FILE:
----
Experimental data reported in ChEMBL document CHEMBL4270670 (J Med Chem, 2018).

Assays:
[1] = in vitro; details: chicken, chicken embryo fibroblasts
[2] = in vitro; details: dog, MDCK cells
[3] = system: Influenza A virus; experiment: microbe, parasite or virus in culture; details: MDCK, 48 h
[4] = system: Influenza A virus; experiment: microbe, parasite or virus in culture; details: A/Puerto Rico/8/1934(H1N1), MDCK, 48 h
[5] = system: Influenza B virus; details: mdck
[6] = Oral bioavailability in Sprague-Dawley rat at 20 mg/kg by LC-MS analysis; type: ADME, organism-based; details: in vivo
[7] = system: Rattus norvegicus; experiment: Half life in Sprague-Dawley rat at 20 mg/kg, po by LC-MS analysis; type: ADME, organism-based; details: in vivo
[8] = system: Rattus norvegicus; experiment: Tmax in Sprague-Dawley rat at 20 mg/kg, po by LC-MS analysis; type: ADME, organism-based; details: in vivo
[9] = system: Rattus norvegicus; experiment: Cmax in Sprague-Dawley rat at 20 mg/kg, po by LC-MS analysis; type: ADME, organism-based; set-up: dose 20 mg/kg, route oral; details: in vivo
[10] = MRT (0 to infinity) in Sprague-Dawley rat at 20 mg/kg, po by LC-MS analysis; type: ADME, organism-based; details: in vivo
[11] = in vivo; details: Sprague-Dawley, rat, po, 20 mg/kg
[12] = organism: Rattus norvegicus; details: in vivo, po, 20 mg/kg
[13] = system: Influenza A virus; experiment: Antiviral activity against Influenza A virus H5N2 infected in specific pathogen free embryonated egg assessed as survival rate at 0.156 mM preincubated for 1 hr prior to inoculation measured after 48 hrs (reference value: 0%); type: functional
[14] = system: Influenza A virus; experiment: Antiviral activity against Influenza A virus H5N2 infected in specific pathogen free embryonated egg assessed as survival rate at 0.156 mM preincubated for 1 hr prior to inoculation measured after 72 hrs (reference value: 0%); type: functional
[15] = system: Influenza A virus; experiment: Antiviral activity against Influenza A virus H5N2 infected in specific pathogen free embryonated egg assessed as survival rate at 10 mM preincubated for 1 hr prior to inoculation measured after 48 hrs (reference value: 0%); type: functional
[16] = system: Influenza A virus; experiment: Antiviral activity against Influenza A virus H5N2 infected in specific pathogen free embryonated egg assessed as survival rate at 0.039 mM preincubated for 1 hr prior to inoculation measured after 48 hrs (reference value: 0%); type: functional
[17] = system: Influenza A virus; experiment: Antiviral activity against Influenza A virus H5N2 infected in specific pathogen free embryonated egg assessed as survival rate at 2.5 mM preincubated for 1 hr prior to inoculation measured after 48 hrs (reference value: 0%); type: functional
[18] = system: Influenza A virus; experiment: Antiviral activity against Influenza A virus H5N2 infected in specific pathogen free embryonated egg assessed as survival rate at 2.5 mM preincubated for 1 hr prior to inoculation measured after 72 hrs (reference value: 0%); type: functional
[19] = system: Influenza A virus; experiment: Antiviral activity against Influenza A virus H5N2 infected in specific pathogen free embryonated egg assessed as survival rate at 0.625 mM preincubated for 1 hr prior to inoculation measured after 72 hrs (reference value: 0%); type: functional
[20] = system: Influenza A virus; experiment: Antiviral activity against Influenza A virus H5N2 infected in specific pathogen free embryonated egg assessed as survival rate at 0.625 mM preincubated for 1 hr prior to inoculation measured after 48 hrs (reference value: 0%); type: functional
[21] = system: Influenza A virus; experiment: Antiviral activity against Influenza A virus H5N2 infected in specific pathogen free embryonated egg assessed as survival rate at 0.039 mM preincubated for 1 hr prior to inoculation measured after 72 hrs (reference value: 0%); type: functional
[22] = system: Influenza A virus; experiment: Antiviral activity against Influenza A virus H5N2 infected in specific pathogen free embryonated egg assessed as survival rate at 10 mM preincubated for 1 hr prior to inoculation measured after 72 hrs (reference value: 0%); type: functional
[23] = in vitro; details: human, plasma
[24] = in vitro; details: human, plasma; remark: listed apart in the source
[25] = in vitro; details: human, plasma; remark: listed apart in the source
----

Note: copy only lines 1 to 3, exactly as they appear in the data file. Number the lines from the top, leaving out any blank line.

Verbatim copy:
Experimental data reported in ChEMBL document CHEMBL4270670 (J Med Chem, 2018).

Assays:
[1] = in vitro; details: chicken, chicken embryo fibroblasts